By Kevin Gault
Social-networking websites provide many things—online chat, messaging, e-mail, video and blogging—but can they help you build your business?
Every day, millions of people flock to sites such as MySpace, Facebook, Twitter and Digg for a variety of purposes. Some successful marketers claim these sites are valuable assets for growing a business.
“Social-media news and bookmarking sites are a dream come true for marketers who can craft compelling content,” says Internet marketing strategist and content developer Brian Clark (www.copyblogger.com). “You can get exposure, traffic to your website and subscribers to your blog or newsletter simply by creating educational content.”
Okay, social-networking sites can boost a business, but how exactly do you use them? One simple way is by networking. Use online discussion forums to connect with prospective clients and business partners.
But don’t try to connect with everyone. “Be selective,” adds Clark. “Network with other users—especially ‘power users’—who are in the position to make business decisions. This is social media, and just like ‘real life,’ it’s all about who you know.”
Clark also recommends participating at sites to learn about users. Users at one site can be very different from those at another, so get a handle on what their needs are before you start talking about your products or services. And when you communicate about your company, craft your content based on what you’ve learned about users.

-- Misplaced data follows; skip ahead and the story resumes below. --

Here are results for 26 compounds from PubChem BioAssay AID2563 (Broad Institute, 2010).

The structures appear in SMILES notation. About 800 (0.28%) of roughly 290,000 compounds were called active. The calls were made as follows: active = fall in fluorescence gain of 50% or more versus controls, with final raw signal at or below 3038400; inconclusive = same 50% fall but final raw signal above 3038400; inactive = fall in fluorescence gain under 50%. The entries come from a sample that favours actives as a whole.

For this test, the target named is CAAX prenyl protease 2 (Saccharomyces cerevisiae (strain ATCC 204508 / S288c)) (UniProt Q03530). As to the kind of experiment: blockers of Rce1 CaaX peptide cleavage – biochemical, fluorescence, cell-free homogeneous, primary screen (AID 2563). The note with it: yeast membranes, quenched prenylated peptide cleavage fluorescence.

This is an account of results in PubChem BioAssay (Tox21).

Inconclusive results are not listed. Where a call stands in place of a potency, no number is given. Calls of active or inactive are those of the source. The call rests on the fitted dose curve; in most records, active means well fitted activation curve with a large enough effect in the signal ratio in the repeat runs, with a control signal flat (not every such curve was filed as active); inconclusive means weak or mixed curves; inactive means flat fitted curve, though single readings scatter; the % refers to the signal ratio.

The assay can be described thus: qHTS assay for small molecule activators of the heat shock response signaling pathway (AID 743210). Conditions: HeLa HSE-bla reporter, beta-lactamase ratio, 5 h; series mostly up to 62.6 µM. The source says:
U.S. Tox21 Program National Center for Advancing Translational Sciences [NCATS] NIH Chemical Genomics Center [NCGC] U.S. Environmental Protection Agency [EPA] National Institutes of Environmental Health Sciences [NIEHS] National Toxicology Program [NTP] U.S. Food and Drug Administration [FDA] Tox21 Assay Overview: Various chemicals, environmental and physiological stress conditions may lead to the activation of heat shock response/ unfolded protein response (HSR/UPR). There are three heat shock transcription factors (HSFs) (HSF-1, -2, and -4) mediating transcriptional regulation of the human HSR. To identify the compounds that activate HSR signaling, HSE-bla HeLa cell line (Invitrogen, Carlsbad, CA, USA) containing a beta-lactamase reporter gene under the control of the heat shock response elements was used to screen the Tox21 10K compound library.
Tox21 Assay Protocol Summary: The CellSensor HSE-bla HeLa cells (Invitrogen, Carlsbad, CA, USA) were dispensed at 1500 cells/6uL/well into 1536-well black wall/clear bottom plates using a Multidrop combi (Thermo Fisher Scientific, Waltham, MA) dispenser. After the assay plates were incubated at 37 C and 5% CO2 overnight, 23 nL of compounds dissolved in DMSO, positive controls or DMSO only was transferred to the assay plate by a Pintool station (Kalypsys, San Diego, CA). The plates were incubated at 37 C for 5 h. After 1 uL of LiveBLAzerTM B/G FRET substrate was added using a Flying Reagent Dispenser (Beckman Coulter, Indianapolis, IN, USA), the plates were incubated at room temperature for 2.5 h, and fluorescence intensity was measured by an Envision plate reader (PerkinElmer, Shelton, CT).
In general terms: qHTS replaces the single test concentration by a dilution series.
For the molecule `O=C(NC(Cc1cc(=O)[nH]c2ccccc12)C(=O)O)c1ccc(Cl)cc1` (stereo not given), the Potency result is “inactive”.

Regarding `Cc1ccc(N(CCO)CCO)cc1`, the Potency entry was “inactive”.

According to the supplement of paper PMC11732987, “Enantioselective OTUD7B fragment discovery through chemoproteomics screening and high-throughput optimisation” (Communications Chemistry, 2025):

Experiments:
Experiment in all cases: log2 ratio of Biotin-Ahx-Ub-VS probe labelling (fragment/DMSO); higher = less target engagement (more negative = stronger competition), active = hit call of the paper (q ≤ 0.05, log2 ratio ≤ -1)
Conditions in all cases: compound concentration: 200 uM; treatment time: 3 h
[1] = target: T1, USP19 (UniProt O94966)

Marketing-communications copywriter Ed Gandia (www.edgandia.com) recommends another approach. “Scan industry blogs for ideas and insights,” he says, “and by contributing comments to them, you not only help others with your own ideas, but you also get your name out there, which can help build exposure.”
Proceed with Caution
But be careful, Gandia warns—if you talk about your business too soon or too aggressively, you’ll scare people off: “For social networking to work well, your number-one goal must be to willingly share good ideas and insights. When your first concern is to promote yourself, it shows, and it can easily backfire.”
You might want to set up a blog for your company using a service such as WordPress or Blogger.com. Post your own articles on the blog to make others aware of your expertise and your business. Keep the articles brief and be sure that the content is tailored to your readers.
If you happen to be a freelance white-paper writer, social-networking sites can help your business as well. “These sites can enhance your business by facilitating communication with your peers,” adds Gandia. “For a freelancer, being able to share ideas with other writers and marketers across the globe is a huge benefit. Freelance writers tend to work in isolation, so having a means to communicate easily with other subject-matter experts is a luxury we didn’t have a decade ago.”
Give social-networking sites a try. Use online forums to network selectively. Don’t just read the information on the sites—participate to learn about users. Check industry blogs for business ideas and set up your own blog to get the word out. Before you know it, social-networking sites might become a valuable weapon in your company’s marketing arsenal.